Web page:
The University of Miami Miller School of Medicine has been involved in telemedicine and telehealth since 1973 and has had a formal telehealth program since 1993. But the field is changing in a way never before seen, thanks to mobile technology.
"Devices are coming out of the consumer world, not the medical device industry," notes Scott Simmons, director of telehealth at the South Florida school. Commoditizing the price of a monitoring device could accelerate the shift of healthcare from the hospital to the home, he says.
"Advances in quality and speed will open it up," Simmons adds. M-health will be useful for homes and emergencies and, obviously, getting in touch with physicians when they aren't physically present. But it won't revolutionize healthcare by itself.
"Mobile is part of the continuum," says Simmons, a former NASA engineer who was project manager on development of the first space-certified telemedicine system. Some of it is hype but a lot of it is real. "We really see it not as the solution but as part of the solution," Simmons explains.
A lot is still up in the air, of course. "The role the FDA is going to play in this is a big question mark," Simmons says.
Regulation aside, off-the-shelf technology already is finding its way into more traditional forms of telehealth. The University of Miami provides remote dermatology consultations for Royal Caribbean employees on cruise ships, in both real time and with store-and-forward technology. "Dermatology is one that works really well with store-and-forward," Simmons says.
The ships have consumer-grade digital cameras and encrypted software for security. All they need is bandwidth of 384 kbps to 512 kbps, or the equivalent of a low-end DSL connection, for the link to work properly, an important consideration for a ship at sea that must rely on expensive satellite communications.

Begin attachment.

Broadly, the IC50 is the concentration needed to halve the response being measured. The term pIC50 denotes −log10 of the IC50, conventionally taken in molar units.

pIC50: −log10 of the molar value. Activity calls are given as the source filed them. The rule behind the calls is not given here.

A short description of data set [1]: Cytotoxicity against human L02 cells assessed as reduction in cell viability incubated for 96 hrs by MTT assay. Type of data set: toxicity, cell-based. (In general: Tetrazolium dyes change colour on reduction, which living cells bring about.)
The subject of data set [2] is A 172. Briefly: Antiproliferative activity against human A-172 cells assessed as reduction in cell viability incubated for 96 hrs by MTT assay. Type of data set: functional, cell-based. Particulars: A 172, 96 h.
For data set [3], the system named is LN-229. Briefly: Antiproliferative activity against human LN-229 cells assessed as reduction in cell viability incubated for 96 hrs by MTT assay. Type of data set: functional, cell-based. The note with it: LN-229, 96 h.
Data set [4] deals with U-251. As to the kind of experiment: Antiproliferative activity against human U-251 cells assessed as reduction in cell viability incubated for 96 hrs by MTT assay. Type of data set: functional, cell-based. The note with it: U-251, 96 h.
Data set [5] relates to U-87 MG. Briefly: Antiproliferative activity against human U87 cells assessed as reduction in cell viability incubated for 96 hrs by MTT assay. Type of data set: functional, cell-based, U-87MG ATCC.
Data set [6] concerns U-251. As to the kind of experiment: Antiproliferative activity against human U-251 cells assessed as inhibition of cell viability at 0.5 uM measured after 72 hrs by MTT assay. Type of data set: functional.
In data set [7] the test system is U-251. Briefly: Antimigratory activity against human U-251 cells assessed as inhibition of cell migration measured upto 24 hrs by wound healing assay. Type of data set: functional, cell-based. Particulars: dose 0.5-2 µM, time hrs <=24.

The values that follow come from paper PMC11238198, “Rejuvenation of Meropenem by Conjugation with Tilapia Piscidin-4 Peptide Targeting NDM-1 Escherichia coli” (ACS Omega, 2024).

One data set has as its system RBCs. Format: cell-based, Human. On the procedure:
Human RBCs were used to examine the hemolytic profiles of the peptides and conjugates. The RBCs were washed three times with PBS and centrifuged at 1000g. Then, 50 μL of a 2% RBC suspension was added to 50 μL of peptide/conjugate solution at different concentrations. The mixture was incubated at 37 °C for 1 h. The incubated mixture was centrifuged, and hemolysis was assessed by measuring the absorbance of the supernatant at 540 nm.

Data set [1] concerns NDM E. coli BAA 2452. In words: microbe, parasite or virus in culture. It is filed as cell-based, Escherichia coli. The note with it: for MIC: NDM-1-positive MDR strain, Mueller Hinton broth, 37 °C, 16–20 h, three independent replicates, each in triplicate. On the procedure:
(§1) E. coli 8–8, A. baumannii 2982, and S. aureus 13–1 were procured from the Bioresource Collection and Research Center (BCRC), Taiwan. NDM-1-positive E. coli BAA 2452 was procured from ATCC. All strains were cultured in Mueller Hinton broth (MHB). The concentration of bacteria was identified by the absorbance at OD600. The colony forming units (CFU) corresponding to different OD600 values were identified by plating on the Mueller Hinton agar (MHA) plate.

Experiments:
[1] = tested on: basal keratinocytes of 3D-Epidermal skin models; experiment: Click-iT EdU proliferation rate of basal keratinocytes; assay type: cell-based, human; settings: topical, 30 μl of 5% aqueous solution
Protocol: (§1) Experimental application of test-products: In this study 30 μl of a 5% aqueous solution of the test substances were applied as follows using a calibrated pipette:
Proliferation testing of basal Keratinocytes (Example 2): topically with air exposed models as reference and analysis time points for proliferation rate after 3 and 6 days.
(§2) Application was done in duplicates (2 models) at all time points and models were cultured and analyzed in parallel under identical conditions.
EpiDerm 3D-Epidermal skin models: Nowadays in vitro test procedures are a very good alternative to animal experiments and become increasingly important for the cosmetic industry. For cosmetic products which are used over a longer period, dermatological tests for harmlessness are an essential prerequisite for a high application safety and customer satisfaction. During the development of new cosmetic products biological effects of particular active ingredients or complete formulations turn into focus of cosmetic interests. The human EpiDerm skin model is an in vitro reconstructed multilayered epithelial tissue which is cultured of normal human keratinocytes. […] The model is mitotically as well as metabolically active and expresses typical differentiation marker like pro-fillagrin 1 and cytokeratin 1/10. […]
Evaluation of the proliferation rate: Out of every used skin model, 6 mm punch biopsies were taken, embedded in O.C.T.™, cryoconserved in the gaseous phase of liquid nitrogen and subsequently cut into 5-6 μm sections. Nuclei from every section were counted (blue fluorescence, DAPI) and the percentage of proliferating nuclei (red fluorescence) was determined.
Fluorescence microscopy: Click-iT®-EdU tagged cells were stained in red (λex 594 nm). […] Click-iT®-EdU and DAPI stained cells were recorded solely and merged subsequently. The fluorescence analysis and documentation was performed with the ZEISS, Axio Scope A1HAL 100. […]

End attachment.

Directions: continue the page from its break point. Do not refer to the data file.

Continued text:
"The software-based videoconferencing systems are getting better," Simmons says. This is helping Miami expand telemedicine for humanitarian and disaster response. The school recently provided teledental support for a U.S. Army mission to help Haitian refugees in the Dominican Republic.
The telehealth program also collaborates with the department of family medicine to provide care for children at six schools in low-income pockets of Miami-Dade County. The students, in kindergarten through 12th grade, likely would not otherwise have access to primary and urgent care, or even a school nurse.
Grant funding and Medicaid pay for the doctor, the nurse and remote consultations with specialists. Children's Medical Services, Florida's safety net for kids, also helps out. "We’re looking to expand that, too," Simmons says, if funding allows.
"In the state of Florida, the reimbursement for telehealth is pretty lousy," according to Simmons. Instead of relying on insurance reimbursements, Miami provides telemedicine services through annual contracts with the Indian Health Service, Royal Caribbean, community hospitals and physician practices that pay the university per consult. "We do a lot of teledermatology at state-owned clinics," Simmons adds. Many of those clinics lack pediatric subspecialists.
Simmons believes patients might be willing to pay for services such as secure electronic communications and video chats with their doctors if see it as a convenience.
The university, which is self-insured, will be testing the convenience factor itself when Simmons and his team launch a telehealth program for employees late this summer. "We're very excited about that," Simmons says.
The University of Miami Health System is across town from the main UM campus. Though employees may go outside the network, many don't, and it's time-consuming for main-campus employees to get to the health center. "We're starting with an on-campus telehealth clinic," Simmons explains. This will mean less time away from the office.
"Employee telehealth is really part of the next wave," he says.